...As the sky began to lighten we stepped out of the van into the crisp, chill morning air, and quickly munched some breakfast snacks as we began birding. A Chuck-will's-widow was calling, and we saw the bird fly out through the trees. Soon other birds began to vocalize: Red-legged Thrush, Bicknell's Thrush, some unidentified warblers, and Hispaniolan Euphonia all began vocalizing amid the constant wine-glass-rim tones of the Rufous-throated Solitaire. We spent the next two hours slowing birding our way about a mile up the road. While the activity was never overwhelming, there were very few dull moments. Birds seemed to always be moving around us, and we enjoyed a lot of good sightings...
2006 [March] - Paul Prevett & Candy McManimanReport
The sought after endemics and birding sites are for the most part well known, logistics generally quite straightforward and costs reasonable. Most islands are readily amenable to determined do-it-yourself birding, but knowledgeable guides are also available for somewhat more relaxed approaches. In addition, the various islands’ close proximity to each other invites convenient island-hopping itineraries...
2008 [November] - Steve BainesReport
After a European break to Southern Spain last year it was decided that a more exotic family holiday was due for 2008. I have always fancied the Dominican Republic as a destination and the family were up for it so we booked for 2 weeks all inclusive at the Clubhotel Riu Merengue about 15 km north west of Puerto Plata near Bahia Maimon...
Amazilia ToursTour Operator
The South-Western region (Sierra de Baoruco) combines these habitats with a semi-desert zone of thorny scrubs, cactus scrubs along with a beautiful coast, lagoons, lakes and cliffs. This area will be the region of interest of our trip. Indeed, the 28 endemics of the island have been recorded here as well as numerous Caribbean specialities. (near to 250 species total)...
Local birders willing to show visiting birders around their area...
Focus on NatureTour Operator
...the Chat-Tanager, White-necked Crow, White-winged Warbler, Rufous-breasted Cuckoo, and Hispaniolan Parakeet. Even the more common birds of the island are interesting: the Palmchat not only is an endemic species, but is the only species in its family...
Tody ToursTour Operator
Tody Tours specializes in tropical birding tours in the Dominican Republic. Kate Wallace, owner and local guide, was the first bird specialist to lead birding tours based out of Santo Domingo...
This tour is an optional three-night pre-trip to the northeastern part of the Dominican Republic. We added this pre-trip in order to increase our chances of viewing more island endemics. The Ridgway's Hawk is one of the world's rarest birds, with probably no more than a handful of pairs remaining...
Site of the oldest European city in the New World, the Dominican Republic occupies the eastern two-thirds of Hispaniola, second largest of the Greater Antilles. Dominated by the highest mountains in the Caribbean and ringed by a startlingly beautiful coastline, this varied landscape is home to more than 20 endemic bird species including an endemic family, the Palm-Chats...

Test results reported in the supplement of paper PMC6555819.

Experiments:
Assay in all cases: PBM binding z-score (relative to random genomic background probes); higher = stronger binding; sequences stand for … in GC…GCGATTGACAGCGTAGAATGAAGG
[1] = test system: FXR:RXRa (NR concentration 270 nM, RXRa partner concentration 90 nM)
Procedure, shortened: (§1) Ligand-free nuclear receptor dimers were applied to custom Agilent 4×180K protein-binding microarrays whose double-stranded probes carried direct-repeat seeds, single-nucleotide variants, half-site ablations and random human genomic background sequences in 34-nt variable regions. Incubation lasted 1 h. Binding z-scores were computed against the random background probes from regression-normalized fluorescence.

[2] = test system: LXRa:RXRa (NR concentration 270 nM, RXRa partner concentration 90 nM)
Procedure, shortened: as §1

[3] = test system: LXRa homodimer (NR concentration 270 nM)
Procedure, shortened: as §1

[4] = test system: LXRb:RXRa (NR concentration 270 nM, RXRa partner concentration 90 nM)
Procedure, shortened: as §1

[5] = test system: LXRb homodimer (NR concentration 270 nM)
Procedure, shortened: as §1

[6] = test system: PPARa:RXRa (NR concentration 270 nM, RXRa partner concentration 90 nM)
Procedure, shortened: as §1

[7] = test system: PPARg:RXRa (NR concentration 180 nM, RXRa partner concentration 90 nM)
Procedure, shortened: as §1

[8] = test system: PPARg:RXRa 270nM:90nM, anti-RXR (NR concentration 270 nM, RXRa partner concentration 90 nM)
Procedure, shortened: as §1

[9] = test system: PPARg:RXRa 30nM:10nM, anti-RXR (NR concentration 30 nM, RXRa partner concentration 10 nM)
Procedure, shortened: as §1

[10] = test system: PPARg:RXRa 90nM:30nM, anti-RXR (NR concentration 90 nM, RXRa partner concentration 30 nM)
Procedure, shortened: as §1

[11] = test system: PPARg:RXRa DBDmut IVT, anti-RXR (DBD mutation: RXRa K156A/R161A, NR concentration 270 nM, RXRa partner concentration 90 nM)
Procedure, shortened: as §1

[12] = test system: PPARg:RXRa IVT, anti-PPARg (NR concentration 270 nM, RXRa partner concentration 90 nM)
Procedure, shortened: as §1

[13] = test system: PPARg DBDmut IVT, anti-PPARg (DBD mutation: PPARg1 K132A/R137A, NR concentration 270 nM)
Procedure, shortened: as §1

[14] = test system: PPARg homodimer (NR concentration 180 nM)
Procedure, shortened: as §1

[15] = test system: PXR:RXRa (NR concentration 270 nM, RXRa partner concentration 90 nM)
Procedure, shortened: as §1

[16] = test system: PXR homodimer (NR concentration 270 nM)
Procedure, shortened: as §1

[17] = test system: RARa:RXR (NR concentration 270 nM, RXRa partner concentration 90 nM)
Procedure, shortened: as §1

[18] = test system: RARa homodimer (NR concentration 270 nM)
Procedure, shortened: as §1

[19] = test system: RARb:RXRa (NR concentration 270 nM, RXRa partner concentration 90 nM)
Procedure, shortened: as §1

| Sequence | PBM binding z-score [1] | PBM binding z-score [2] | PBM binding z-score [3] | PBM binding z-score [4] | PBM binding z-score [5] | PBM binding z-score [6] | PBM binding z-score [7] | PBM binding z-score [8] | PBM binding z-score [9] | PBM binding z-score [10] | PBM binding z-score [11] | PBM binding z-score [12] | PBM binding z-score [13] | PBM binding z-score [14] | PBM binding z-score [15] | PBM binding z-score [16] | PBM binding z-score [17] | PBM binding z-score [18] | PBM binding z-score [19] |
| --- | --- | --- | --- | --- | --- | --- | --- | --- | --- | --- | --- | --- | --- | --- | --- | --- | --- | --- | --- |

122 hotels - contacts, facilities etc.
Villa La Perla NegraAccommodation
we are a unique property (a 10 bedroom private villa able to accommodate parties of 2 to 20 persons in total comfort) our private experienced staff is on call to cater to the ever need of your clients. We are unique in that our original design was for a Hotel so we are structured to accommodate larger groups more efficient that say a large house...
Ashy-faced Owl Tyto glaucopsWebsite
As the island`s trees have been chopped down, this has created ideal habitat for the Barn Owl at the expense of the more specialised Ashy-faced Owl - Conservation breeding programmes now seem to be the main hope of saving this unique bird from extinction...
En esta presentación escrita de nuestro trabajo trataremos sobre algunas especies que estudiamos y que logramos filmar...
The considerable bird population in the Dominican Republic is made up of indigenous species and wintering birds from the North American mainland. Look out for species such as the Hispaniolan parrot, the Hispaniolan woodpecker, the rarer Hispaniolan trogon and Hispaniolan parakeet, the palmchat (which nests in the royal palms on the coastal plains) and several types of owl and pigeon, including the endangered white-crowned pigeon...
Birds of the Dominican Republic by Eladio FernandezWebsite
These photos were taken in the Dominican Republic. All these pictures were taken using a 35 mm Canon AE2, a Canon 300mm f 4.0 IS lens, and in some instances a Canon 1.4X telextender. Clicking on each photo will take you to the web page of one of the other countries where this bird can also be found.
Checklist - Birds of the Dominican RepublicChecklist
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This site was last updated on Monday, 29th April 2013.